Skip to main content

Advertisement

Advertisement

Umno must remain in power to protect Malay rights: Minister

PENANG — The United Malays National Organisation (Umno) has to remain in power as it is the only party that the Malay community can count on to uphold and fight for its rights, said its treasurer Salleh Said Keruak (picture) yesterday.

Umno treasurer Salleh Said Keruak. Photo: Malay Mail Online

Umno treasurer Salleh Said Keruak. Photo: Malay Mail Online

PENANG — The United Malays National Organisation (Umno) has to remain in power as it is the only party that the Malay community can count on to uphold and fight for its rights, said its treasurer Salleh Said Keruak (picture) yesterday.

“Umno has always been a party with a purpose, and that is to defend our rights,” Mr Salleh, who is also the Communications and Multimedia Minister, said while addressing party delegates in Bukit Mertajam, Penang.

He also said that of the five rights enshrined in the Federal Constitution, four of them belong to Malays.

“Constitutional monarchy, Islam as the religion of the federation, the Malay language and Malay special rights belong to us. Only the right of citizenship is shared with others. These (rights) are fundamental to Umno’s fight (for nationhood).”

Mr Salleh noted that Malays would lose these rights if Umno were to lose power.

“That is it. What is our purpose? To defend the powers,” he said.

“So those who are indebted to Umno have to support it. The fight must go on. If Umno disappears from the world, it is not impossible that Malay rights would also go with it.”

Political analysts note that with general elections in Malaysia due by next year, Umno will likely play up its credentials of championing Malay rights.

“However, urban Malays (and even rural ones) may not buy into this statement, and Malay votes are also split between Amanah (Parti Amanah Negara) and Parti Pribumi Bersatu Malaysia (PPBM), said Dr Norshahril Saat, a fellow at Iseas-Yusof Ishak Institute.

“Like Umno, these two parties also champion Malay rights and with Dr Mahathir Mohamad at the helm (of PPBM as well as the opposition alliance), Malays are confident that the opposition would also protect their rights.”

Dr Wong Chin Huat, a political analyst at public policy think-tank Penang Institute, said that Mr Salleh’s statement, coupled with Prime Minister Najib Razak’s recent courting of the country’s Indian Muslims, is part of the message that the upcoming general election is a battle to defend affirmative action for the bumiputeras.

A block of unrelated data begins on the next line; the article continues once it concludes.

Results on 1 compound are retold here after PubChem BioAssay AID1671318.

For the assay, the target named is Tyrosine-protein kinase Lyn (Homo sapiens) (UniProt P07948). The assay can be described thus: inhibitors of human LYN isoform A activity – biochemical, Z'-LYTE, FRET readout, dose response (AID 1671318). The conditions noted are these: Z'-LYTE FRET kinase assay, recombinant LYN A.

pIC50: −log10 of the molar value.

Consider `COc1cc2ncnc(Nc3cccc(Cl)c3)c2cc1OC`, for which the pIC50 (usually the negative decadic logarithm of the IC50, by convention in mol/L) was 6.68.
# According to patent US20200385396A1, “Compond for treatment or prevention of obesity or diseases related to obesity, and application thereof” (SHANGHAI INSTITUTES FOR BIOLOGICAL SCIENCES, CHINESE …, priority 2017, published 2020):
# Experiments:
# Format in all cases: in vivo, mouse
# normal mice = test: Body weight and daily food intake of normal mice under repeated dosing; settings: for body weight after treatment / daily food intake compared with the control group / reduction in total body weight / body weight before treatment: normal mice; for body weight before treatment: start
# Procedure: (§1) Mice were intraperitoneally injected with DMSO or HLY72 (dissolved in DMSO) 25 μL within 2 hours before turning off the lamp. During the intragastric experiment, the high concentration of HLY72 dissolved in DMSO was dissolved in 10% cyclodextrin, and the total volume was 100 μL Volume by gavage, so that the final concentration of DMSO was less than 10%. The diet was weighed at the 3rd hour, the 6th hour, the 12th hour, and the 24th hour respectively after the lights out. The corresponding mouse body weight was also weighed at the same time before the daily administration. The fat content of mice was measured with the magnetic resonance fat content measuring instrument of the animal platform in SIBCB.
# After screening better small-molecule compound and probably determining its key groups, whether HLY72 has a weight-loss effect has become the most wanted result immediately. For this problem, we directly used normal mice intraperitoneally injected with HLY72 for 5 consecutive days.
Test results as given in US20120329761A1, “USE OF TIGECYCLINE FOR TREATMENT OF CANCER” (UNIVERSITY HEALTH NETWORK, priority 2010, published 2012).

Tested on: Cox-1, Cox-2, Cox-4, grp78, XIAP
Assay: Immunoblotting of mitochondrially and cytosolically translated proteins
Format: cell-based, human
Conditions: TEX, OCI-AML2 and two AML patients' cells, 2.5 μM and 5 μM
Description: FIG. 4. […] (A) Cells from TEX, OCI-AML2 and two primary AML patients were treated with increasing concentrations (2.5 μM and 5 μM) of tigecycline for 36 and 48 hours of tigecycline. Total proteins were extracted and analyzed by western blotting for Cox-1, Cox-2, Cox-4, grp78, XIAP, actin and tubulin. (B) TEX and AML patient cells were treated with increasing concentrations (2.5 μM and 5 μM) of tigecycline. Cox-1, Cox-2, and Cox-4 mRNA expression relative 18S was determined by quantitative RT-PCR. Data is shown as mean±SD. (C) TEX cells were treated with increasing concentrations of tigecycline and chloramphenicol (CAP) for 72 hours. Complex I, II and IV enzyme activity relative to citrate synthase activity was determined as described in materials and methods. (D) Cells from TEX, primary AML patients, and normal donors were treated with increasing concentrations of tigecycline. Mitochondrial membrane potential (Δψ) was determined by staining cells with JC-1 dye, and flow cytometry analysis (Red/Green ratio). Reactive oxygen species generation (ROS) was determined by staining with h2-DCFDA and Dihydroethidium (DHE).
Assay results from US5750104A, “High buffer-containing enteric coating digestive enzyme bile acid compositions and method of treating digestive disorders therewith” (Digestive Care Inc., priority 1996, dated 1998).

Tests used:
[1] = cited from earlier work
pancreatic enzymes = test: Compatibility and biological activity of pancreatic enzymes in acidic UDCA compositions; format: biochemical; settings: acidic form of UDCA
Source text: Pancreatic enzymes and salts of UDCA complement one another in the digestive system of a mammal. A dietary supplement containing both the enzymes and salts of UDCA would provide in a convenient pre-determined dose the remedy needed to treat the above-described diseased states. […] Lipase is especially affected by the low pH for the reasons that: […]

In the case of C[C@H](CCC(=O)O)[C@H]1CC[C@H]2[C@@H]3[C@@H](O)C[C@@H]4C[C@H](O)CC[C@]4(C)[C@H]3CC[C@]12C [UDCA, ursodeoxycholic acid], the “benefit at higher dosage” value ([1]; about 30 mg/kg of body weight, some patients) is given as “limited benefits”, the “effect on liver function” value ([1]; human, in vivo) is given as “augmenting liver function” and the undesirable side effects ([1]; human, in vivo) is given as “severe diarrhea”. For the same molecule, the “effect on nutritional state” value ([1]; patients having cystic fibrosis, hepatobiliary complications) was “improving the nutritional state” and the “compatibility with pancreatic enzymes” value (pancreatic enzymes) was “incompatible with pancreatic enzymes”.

Mr Salleh said separately in a blog post yesterday that the past history of politics must always be remembered because there are many mistakes from previous governments that need to be rectified.

“The question is, if we do not want to see past politics, how (can) we make use of the past experiences for a better future,” wrote Mr Salleh, citing incidents such as Dr Mahathir’s handling of the 1997 financial crisis and Anwar Ibrahim’s sodomy case, among others.

Mr Salleh was responding to a statement by Dr Mahathir to forget about past politics in order to see a better future in the country’s politics.

Defence Minister and Umno vice-president Hishammuddin Hussein also hit out at the opposition yesterday, dismissing Dr Mahathir’s aspiration to contest in the Pekan constituency held by Mr Najib.

“I see it as a populist statement, I challenge him to contest in Pekan. If he dares to, I myself, (Deputy Prime Minister) Dr Ahmad Zahid Hamidi and the whole Barisan Nasional’s leadership will go down there to defend the prime minister’s position as party president ... so go ahead, if you dare,” Mr Hishammuddin noted.

Dr Mahathir said that Mr Najib and his party were trying to scare Umno members into believing that Democratic Action Party (DAP) leader Lim Kit Siang would become prime minister should Umno loses the election.

“That is impossible. Kit Siang’s DAP is a small party.

“The big parties are the two, three parties in (the opposition alliance) Pakatan Harapan that are Malay-led parties,” Dr Mahathir said yesterday. AGENCIES

Read more of the latest in

Advertisement

Popular

Advertisement

Stay in the know. Anytime. Anywhere.

Subscribe to get daily news updates, insights and must reads delivered straight to your inbox.

By clicking subscribe, I agree for my personal data to be used to send me TODAY newsletters, promotional offers and for research and analysis.